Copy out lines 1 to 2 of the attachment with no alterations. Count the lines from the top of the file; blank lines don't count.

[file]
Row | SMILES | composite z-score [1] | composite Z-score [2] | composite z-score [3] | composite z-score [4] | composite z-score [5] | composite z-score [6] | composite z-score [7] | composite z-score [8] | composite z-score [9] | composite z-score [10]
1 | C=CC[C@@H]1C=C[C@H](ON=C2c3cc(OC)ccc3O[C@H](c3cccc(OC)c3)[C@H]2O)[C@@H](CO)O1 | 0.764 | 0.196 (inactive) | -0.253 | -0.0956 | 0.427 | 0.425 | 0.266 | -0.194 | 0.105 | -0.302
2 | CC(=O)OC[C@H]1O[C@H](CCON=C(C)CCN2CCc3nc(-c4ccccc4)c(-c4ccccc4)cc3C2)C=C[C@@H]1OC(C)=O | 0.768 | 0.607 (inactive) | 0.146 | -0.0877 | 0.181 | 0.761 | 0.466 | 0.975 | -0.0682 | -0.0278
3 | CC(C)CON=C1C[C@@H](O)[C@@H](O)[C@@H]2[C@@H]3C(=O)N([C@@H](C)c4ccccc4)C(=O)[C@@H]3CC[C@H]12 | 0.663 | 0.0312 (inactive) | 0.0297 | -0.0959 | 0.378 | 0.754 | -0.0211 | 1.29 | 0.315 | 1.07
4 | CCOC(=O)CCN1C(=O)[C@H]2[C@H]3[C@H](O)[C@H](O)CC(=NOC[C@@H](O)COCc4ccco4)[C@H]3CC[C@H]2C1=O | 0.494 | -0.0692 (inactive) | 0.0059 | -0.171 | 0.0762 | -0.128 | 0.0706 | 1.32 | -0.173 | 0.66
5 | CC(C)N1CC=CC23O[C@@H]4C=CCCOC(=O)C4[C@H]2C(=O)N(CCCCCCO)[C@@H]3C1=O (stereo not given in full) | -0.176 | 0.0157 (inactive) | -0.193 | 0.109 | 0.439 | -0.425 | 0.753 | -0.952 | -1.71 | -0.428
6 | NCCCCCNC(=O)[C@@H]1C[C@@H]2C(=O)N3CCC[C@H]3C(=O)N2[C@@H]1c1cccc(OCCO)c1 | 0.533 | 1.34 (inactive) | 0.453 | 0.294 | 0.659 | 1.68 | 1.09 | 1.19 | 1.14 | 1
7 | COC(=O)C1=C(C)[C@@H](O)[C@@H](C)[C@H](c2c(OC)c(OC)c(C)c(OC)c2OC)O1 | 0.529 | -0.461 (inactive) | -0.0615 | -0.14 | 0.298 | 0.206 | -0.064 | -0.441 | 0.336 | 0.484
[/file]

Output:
Row | SMILES | composite z-score [1] | composite Z-score [2] | composite z-score [3] | composite z-score [4] | composite z-score [5] | composite z-score [6] | composite z-score [7] | composite z-score [8] | composite z-score [9] | composite z-score [10]
1 | C=CC[C@@H]1C=C[C@H](ON=C2c3cc(OC)ccc3O[C@H](c3cccc(OC)c3)[C@H]2O)[C@@H](CO)O1 | 0.764 | 0.196 (inactive) | -0.253 | -0.0956 | 0.427 | 0.425 | 0.266 | -0.194 | 0.105 | -0.302